For many economists, MMT reads like the often criticised policy in economics called debt monetisation. Under debt monetisation, the government monetises its debt by issuing bonds and asks the central bank to buy those bonds. This is what was happening in India too. In the 1950s, the government initially asked RBI to monetise its debt which became automatic as the debt was financed continuously. This resulted in the government not caring about its widening fiscal deficit, resulting in high inflation. The 1991 crisis is often seen as a fiscal deficit crisis first before it became a balance of payments problem. As part of the 1991 reforms, RBI and government phased out this practice, ending it in 1997. In fact, this problem of deficit financing was not limited to India alone but has been a bane of many countries. Most episodes of hyperinflation also go back to similar linkages between debt and money.

Given this broad sweep, why would MMT folks support these ideas? The answer is conditions in developed countries have surprised the economists. As the global financial crisis hit world economies and central banks cut rates to zero levels and infused liquidity like never before, there was a feeling that inflation would soon hit these economies. After all before MMT took centre stage, the quantity theory of money held that too much money leads to more inflation in the economy. However, this has hardly been the case with most developed economies struggling with low inflation. The economists are debating whether the Phillips curve has flattened, which means that a large change in unemployment will only bring about a marginal change in inflation. This is quite surprising as it was felt central banks could easily create inflation but it has not been the case despite large scale monetary infusions by these institutions.

Another variable which has surprised is the low interest rates on bonds. It was widely felt that with rising debt and deficit levels in developed economies, interest rates on bonds will increase sharply. However, this has also been missing with the yield curve remaining much lower than expected.

Both missing inflation and lower than expected interest rates have led to the emergence of MMT. The supporters say that as inflation has been absent despite high debt and monetary stimulus, it shows MMT has been working. They also draw inspiration from the Japanese case where despite years of monetary easing and high debt levels, inflation levels have barely increased. Thus, they argue the US could also take advantage of similar conditions and its government could spend without worrying about inflation.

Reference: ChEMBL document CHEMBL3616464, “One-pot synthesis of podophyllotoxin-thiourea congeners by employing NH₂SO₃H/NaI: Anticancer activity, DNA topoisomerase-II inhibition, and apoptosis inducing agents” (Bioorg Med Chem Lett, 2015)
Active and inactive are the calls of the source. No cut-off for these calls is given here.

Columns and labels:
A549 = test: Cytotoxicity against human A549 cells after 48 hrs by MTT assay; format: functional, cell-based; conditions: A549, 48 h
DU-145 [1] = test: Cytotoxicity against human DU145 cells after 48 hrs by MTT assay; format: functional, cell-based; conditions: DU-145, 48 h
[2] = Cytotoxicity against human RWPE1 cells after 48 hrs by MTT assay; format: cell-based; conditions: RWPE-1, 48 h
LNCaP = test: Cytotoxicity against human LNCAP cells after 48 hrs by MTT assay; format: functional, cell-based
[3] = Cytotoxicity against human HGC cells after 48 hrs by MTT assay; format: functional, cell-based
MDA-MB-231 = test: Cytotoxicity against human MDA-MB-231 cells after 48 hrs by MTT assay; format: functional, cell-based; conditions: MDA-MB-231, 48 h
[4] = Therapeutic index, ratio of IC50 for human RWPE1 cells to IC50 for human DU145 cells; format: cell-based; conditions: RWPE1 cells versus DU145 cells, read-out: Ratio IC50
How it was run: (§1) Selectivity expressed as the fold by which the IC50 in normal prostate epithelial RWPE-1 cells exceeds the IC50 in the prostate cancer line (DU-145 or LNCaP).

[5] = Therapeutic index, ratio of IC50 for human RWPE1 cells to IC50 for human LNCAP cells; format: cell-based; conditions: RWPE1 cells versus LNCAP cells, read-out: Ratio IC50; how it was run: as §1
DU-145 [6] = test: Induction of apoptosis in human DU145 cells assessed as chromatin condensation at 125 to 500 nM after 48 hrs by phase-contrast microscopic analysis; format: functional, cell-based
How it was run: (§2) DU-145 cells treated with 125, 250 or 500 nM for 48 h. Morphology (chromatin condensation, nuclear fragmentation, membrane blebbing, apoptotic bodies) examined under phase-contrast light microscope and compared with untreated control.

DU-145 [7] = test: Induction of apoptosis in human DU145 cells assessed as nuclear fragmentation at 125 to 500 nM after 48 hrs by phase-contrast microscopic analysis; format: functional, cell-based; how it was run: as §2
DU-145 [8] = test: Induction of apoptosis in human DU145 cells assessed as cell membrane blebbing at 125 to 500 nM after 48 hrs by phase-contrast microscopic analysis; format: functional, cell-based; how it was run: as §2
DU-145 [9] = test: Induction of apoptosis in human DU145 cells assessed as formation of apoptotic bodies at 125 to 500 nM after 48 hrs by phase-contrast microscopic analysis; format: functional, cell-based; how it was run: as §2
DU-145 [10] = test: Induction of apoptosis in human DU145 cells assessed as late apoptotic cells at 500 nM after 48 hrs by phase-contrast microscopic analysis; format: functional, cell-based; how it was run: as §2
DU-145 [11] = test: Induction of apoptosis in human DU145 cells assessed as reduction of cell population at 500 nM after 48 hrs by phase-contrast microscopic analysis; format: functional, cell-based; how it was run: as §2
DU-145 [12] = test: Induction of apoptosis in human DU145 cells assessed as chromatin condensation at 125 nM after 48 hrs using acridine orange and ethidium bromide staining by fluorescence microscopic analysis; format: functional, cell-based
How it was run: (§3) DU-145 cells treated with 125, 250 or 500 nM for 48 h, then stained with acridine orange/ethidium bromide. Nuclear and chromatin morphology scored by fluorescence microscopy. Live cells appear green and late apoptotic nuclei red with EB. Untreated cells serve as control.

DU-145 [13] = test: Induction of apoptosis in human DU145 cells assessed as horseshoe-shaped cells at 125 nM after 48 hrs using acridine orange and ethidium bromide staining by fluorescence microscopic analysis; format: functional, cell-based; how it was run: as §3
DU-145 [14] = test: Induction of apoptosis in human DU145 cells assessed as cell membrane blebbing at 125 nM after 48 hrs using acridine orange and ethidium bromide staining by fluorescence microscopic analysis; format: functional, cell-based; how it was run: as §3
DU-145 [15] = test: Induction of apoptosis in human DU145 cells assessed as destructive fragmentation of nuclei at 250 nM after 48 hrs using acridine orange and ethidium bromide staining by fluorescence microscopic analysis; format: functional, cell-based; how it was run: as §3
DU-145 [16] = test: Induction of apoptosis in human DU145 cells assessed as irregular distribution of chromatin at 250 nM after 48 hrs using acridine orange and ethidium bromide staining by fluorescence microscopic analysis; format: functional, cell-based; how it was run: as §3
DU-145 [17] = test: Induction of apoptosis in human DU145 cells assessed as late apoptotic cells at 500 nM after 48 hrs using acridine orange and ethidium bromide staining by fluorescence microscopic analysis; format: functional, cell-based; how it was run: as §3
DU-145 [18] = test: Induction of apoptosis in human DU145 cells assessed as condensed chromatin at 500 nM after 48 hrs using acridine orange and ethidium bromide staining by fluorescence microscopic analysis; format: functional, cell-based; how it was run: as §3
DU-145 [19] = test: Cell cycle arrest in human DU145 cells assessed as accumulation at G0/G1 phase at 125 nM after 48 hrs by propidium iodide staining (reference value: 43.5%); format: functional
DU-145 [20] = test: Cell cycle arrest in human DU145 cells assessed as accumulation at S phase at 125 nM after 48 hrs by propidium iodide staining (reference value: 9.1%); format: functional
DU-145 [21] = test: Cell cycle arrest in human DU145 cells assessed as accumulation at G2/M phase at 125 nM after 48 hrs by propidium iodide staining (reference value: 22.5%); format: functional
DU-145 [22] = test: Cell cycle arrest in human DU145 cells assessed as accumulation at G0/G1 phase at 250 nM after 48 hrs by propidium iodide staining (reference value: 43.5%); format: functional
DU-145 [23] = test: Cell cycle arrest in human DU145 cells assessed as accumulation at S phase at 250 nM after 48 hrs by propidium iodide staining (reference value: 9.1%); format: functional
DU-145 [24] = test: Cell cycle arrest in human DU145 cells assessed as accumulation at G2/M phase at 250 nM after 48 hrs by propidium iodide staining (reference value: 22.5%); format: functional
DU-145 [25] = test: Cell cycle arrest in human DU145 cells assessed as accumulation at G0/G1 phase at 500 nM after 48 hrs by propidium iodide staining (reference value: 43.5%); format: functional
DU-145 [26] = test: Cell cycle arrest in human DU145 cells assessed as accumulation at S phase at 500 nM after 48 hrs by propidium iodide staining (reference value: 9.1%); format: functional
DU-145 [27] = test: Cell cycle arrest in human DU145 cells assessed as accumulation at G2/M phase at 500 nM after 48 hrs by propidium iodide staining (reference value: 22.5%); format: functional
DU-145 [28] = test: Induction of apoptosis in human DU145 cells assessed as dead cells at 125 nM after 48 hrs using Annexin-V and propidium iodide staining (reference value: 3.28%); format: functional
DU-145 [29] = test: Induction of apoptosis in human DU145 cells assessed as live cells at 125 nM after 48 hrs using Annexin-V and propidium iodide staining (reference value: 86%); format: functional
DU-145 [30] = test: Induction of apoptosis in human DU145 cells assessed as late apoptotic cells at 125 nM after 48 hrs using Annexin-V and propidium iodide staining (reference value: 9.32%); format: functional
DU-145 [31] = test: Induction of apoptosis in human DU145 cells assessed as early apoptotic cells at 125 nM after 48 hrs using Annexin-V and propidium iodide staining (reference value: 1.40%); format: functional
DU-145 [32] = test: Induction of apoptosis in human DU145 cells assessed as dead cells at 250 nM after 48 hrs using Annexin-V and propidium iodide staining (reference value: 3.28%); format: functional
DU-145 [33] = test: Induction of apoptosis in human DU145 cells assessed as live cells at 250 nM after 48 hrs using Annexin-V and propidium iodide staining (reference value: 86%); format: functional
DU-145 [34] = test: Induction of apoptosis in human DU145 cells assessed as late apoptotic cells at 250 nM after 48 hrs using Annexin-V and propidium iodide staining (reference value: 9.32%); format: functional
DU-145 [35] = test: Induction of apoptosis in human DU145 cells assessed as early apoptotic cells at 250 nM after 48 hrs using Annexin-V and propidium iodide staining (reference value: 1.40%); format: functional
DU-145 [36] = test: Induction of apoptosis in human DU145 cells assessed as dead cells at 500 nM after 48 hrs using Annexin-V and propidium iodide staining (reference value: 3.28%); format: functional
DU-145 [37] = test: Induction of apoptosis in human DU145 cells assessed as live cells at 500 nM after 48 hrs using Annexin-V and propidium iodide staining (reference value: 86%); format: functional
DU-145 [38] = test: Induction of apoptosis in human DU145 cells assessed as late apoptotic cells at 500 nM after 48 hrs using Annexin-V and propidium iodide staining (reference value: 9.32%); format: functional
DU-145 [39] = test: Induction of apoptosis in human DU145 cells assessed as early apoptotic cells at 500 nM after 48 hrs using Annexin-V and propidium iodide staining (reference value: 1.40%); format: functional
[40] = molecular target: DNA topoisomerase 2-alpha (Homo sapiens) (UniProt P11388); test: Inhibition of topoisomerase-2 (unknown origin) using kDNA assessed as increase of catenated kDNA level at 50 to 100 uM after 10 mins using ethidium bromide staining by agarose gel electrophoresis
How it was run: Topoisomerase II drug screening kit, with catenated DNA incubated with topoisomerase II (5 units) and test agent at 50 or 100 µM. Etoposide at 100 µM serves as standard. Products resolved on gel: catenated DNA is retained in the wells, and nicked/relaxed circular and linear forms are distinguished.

In fact, what MMTers have been saying is not very different from mainstream economists such as Lawrence Summers and Olivier Blanchard. Both have been arguing that the US government should take advantage of lower interest rates and issue more debt to finance the next generation infrastructure, education demands and so on. Hence, both camps believe that the US should take advantage of this situation but the modes of financing are different. The MMT camp believes that spending can be financed by the central bank whereas the mainstream camp believes it can be financed by financial markets.

The supporters of MMT draw their inspiration from JM Keynes, Abba Lerner and Hyman Minsky, whose works have become popular during the financial crisis. Currently MMT ideas are led by economists such as Stephanie Kelton (Stony Brook University, also an adviser to US presidential candidate Bernie Sanders) and L Randall Wray (Levy Economics Institute at Bard College). Their ideas have got even more criticism as they represent mainly heterodox schools. Summers recently dubbed MMT as fallacious and remarked that “these new ideas are being oversimplified and exaggerated by fringe economists.” They also criticise that MMT would lead to hyperinflation. This is unduly harsh and mean as Summers himself has similar ideas as shown above. Second, ideas can come from anywhere and history tells us fringe ideas eventually go onto rule the world. Third by naming them fringe economists, we are again seeing the mainstream economists make the same mistake of hubris and arrogance they showed before 2008 crisis.

In my view, MMT is neither modern nor a monetary theory really. It is more like this special case which can be applied to certain economies given their existing economic conditions. These conditions exist in the US, Japan and some of the European conditions. Neil Irwin recently commented in the New York Times that MMT should first be tried in a small country as applying it in the US would be risky given its size. But then it is difficult to find any such country. The small emerging markets are unlikely to try it as most have suffered inflation due to similar fiscal ideas. Even some of the European countries are likely to reject it given their history of hyperinflation. Japan could be interesting but it is going through its own problems and has already done many policy experiments to get out of the situation. Thus, it is only US where these ideas can be applied and that is also the place where it is being widely discussed as well.

Amol Agrawal is faculty at Ahmedabad University. Views are personal.

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1 May 2020 Edit Note: This is the first part of the interview transcribed so far by me. It was something that got me hooked to thinking structurally better …on macro issues. Will get down to transcribing the other half soon…got distracted from this important mission …by many other deliverables.

Meeting Notes – industry veteran and keen watcher of Market Cycles.
8th Apr, 2020

Q1: Sir, the sharpness of the recent fall has taken everyone by surprise, most of us were caught napping. We scrambled to take corrective measures. And then while everyone has taken note of 1st order effects, we are unclear about how and in what timeframes 2nd order and 3rd order effects will come into play.

We also realise that at VP we are weak at observing and understanding Market Cycles. Thought it was the right time for us to get initiated into understanding the Macro situation/impact better. Thanks a lot for talking to us, and giving us the opportunity.

A1: Sure. Lets get started.
Three Aspects to Macro Understanding

  1. Global Economy – In particular US, EU, China and RoW